The types of containers that work well for storing cold brew coffee are glass mason jars or plastic containers with screw-on lids, which you can buy at any store. Keep in mind, though, that some types of plastic can interact with the coffee concentrate, so your best solution is a glass container.
Just remember that your goal is to limit the cold brew’s exposure to light, and to air. This will slow down the oxidation and deterioration of the product and help keep it fresher longer.
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How Long Does Cold Brew Last?
There are some variables that affect how long cold brew coffee will last. In general, once you’ve made your cold brew, it should be stored in the airtight container for about 7 days and up to two weeks.
Once you reach that two week mark, though, it is best to discard any remaining cold brew coffee concentrate.
Bear in mind that once you dilute your concentrated cold brew, it will last no more than 2 or 3 days.
How to Tell if Your Batch of Cold Brew Coffee has Gone Bad
How long does cold brew last? There are some indicators that will tell you it’s time to discard your cold brew. They include:
- a change in color of the coffee, either deep amber or brownish-red.
- you’ve lost the kick of the caffeine
- An unusual taste to the cold brew that is very acidic – this is a good indicator that it is time to let it go!
- An odor that is sour, rancid, or woody smelling will tell you to pitch the remaining brew
Is Cold Brew Better for You than Hot Coffee?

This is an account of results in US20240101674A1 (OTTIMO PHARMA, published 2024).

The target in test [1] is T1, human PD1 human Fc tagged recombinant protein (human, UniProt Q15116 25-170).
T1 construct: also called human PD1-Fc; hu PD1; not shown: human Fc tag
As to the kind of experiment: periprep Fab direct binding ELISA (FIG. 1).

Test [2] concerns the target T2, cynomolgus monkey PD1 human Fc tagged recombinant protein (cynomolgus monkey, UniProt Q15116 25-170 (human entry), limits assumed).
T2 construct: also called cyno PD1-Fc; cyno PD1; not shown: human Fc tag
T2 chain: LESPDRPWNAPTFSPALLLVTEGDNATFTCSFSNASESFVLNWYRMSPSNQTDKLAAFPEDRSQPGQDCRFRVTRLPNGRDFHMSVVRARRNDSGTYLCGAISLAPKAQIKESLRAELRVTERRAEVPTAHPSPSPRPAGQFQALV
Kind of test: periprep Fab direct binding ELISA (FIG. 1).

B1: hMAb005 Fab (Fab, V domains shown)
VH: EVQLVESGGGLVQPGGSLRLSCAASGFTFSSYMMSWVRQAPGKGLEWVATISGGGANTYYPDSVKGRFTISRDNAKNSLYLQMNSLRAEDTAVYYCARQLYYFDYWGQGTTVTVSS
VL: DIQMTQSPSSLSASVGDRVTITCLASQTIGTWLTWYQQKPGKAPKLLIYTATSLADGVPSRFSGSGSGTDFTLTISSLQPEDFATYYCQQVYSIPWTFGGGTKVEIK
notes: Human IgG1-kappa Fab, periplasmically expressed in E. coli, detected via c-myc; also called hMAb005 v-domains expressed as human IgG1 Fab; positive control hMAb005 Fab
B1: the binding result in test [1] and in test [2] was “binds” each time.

The jury is still out on this question, but some people think so. In general, cold brew has lower caffeine than hot coffee because of more caffeine is extracted when coffee is brewed with hot water.
Both processes, hot and cold brew, produce a beverage that is rich in antioxidants and anti-inflammatory agents.
Since the cold brew process involves using cold water, some of the acidity and caffeine is lost during the brewing time. This is part of what gives cold brew coffee a longer shelf life than hot coffee.
The flavor of cold brew coffee is generally described as being less acidic than that of hot coffee, and many people prefer its bolder yet smooth and creamy taste.
Are you considering a cold brew maker? Here are some of the best selling right now!
How to Make Your Batch of Cold Brew Last Longer
There are several things you can do to help keep your cold brew fresher longer:
1) Choose premium quality coffee beans
You can never go wrong with fresh roasted beans. Look for beans that were roasted within the last month and don’t stock up on cans of pre-ground coffee, as it loses its flavor quickly no matter where you store it.
2) Grind your coffee more coarsely
You’ll want to make sure that a coarse to extra-coarse grind is used to make your cold brew. It makes the mixture stronger and easier to strain and results in a less bitter and more flavorful brew.
3) Store your coffee in glass containers
Stainless steel is okay, although glass is preferred because it’s inert and won’t react with anything inside your jar or bottle. Plastic may be used as well, though you’ll want to avoid bottles made from polycarbonate.
4) Store your cold brew in smaller containers
Each time you open the jar or bottle, you’ll let in air. The less air exposure, the longer your cold brew will last.
5) Store your cold brew in ice cube form
Ice cubes are a great way to keep your cold brew waiting for use. When you’re ready to enjoy a cup, just pull a couple of cubes from the freezer.
Sum It Up: How long does cold brew last?
Cold brew coffee is a great way to enjoy your favorite caffeinated beverage, and we hope this post has given you the confidence to make cold brew at home.
We’ve covered the basics of what cold brew is and how you can make it at home with a few simple steps. And, you have the skinny on the life of cold brew.
Now that you know all about this tasty beverage, go ahead and try making some for yourself!
Candi Randolph is a coffee lover, blogger, and content creator who loves to share her knowledge with the coffee-drinking world. You’ll often find her tending to her coffee bar at home, deciding which method to use to brew her next cup of java. Life is full of important decisions. ☕